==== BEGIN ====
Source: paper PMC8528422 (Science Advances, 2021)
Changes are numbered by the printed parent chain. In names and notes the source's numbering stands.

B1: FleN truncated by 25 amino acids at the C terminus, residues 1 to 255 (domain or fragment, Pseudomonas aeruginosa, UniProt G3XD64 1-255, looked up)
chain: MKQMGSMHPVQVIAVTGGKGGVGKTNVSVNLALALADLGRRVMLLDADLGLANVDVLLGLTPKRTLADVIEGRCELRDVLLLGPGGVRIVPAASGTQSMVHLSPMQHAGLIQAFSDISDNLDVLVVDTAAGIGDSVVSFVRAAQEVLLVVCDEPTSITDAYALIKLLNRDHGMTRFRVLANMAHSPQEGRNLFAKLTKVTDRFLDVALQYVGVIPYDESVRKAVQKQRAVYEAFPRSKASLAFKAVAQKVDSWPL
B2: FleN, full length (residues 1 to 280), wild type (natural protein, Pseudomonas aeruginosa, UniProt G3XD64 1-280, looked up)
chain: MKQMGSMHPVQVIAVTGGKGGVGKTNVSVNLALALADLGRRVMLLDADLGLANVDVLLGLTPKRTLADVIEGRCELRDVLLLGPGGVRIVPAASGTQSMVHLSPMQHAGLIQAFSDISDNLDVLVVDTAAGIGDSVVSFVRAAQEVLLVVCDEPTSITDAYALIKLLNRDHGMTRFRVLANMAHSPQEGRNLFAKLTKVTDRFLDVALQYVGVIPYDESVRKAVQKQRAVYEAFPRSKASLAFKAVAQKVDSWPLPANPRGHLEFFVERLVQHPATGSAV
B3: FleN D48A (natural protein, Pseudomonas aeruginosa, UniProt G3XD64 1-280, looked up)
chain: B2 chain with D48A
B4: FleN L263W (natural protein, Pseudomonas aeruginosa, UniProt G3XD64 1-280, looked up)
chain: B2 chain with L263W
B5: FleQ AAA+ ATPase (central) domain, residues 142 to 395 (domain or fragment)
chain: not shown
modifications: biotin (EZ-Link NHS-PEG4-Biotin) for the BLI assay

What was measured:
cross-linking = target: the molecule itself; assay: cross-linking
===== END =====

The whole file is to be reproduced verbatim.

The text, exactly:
Source: paper PMC8528422 (Science Advances, 2021)
Changes are numbered by the printed parent chain. In names and notes the source's numbering stands.

B1: FleN truncated by 25 amino acids at the C terminus, residues 1 to 255 (domain or fragment, Pseudomonas aeruginosa, UniProt G3XD64 1-255, looked up)
chain: MKQMGSMHPVQVIAVTGGKGGVGKTNVSVNLALALADLGRRVMLLDADLGLANVDVLLGLTPKRTLADVIEGRCELRDVLLLGPGGVRIVPAASGTQSMVHLSPMQHAGLIQAFSDISDNLDVLVVDTAAGIGDSVVSFVRAAQEVLLVVCDEPTSITDAYALIKLLNRDHGMTRFRVLANMAHSPQEGRNLFAKLTKVTDRFLDVALQYVGVIPYDESVRKAVQKQRAVYEAFPRSKASLAFKAVAQKVDSWPL
B2: FleN, full length (residues 1 to 280), wild type (natural protein, Pseudomonas aeruginosa, UniProt G3XD64 1-280, looked up)
chain: MKQMGSMHPVQVIAVTGGKGGVGKTNVSVNLALALADLGRRVMLLDADLGLANVDVLLGLTPKRTLADVIEGRCELRDVLLLGPGGVRIVPAASGTQSMVHLSPMQHAGLIQAFSDISDNLDVLVVDTAAGIGDSVVSFVRAAQEVLLVVCDEPTSITDAYALIKLLNRDHGMTRFRVLANMAHSPQEGRNLFAKLTKVTDRFLDVALQYVGVIPYDESVRKAVQKQRAVYEAFPRSKASLAFKAVAQKVDSWPLPANPRGHLEFFVERLVQHPATGSAV
B3: FleN D48A (natural protein, Pseudomonas aeruginosa, UniProt G3XD64 1-280, looked up)
chain: B2 chain with D48A
B4: FleN L263W (natural protein, Pseudomonas aeruginosa, UniProt G3XD64 1-280, looked up)
chain: B2 chain with L263W
B5: FleQ AAA+ ATPase (central) domain, residues 142 to 395 (domain or fragment)
chain: not shown
modifications: biotin (EZ-Link NHS-PEG4-Biotin) for the BLI assay

What was measured:
cross-linking = target: the molecule itself; assay: cross-linking